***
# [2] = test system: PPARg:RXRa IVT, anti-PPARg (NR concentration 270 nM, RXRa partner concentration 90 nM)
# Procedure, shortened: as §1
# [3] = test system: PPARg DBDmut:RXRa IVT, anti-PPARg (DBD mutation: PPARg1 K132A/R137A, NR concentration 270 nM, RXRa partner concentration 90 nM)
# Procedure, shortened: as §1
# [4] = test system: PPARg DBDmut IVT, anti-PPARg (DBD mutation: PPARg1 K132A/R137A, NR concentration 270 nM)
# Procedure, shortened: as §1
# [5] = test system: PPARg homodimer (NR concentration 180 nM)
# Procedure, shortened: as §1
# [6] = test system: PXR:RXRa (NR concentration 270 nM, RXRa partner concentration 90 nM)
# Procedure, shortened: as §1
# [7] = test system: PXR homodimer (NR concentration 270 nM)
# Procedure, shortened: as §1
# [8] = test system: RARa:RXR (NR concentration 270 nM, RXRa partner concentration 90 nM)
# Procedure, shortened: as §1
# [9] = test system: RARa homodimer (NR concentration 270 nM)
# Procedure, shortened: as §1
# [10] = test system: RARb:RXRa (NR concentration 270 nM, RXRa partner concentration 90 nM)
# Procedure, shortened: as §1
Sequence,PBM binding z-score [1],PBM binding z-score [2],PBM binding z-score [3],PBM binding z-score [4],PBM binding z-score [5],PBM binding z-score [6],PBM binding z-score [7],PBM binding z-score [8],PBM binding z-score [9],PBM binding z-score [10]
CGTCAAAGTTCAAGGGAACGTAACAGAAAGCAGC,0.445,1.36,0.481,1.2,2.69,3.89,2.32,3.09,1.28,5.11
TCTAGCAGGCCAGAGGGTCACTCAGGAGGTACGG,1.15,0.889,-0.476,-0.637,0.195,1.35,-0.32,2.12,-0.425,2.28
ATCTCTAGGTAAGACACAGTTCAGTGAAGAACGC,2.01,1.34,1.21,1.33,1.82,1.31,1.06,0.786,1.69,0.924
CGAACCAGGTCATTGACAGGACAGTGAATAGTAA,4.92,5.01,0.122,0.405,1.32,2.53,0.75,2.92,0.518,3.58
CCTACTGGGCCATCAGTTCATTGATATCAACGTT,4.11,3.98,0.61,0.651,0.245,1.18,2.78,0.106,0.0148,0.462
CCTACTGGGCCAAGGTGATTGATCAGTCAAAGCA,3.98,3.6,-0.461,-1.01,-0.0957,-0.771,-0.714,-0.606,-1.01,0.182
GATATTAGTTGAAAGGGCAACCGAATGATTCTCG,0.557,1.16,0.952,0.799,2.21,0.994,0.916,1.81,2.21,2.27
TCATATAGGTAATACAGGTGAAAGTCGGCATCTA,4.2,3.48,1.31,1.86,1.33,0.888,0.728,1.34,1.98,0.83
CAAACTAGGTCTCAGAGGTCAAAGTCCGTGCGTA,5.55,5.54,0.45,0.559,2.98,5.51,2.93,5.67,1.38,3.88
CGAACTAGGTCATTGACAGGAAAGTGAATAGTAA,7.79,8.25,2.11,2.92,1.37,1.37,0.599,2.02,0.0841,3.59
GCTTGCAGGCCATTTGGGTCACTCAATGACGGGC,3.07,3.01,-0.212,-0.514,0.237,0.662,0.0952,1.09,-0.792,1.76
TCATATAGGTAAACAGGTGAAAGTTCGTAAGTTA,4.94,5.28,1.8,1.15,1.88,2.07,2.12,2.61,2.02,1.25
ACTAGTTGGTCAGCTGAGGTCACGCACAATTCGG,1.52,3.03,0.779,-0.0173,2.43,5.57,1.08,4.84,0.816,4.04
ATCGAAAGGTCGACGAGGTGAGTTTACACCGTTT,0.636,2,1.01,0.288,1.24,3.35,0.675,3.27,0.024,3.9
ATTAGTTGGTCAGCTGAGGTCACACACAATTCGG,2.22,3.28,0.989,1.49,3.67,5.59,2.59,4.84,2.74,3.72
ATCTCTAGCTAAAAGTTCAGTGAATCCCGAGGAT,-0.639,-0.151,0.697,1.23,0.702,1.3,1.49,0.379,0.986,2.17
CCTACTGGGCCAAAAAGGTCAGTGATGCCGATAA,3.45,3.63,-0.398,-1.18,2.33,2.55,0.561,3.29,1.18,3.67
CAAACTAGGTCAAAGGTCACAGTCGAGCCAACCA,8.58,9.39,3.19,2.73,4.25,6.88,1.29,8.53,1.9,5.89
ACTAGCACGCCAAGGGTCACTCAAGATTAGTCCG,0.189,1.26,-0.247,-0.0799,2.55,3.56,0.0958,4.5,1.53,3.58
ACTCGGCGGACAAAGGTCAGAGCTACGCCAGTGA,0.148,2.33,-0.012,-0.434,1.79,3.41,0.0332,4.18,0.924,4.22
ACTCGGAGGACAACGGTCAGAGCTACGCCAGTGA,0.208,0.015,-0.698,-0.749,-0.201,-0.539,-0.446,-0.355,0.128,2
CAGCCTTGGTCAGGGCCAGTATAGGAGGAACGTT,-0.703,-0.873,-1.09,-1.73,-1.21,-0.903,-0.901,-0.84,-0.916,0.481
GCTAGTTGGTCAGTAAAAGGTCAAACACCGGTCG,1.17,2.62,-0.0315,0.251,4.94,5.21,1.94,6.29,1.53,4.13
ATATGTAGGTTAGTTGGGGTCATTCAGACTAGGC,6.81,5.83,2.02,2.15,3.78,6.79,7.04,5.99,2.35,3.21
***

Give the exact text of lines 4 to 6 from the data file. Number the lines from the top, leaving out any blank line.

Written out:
# Procedure, shortened: as §1
# [4] = test system: PPARg DBDmut IVT, anti-PPARg (DBD mutation: PPARg1 K132A/R137A, NR concentration 270 nM)
# Procedure, shortened: as §1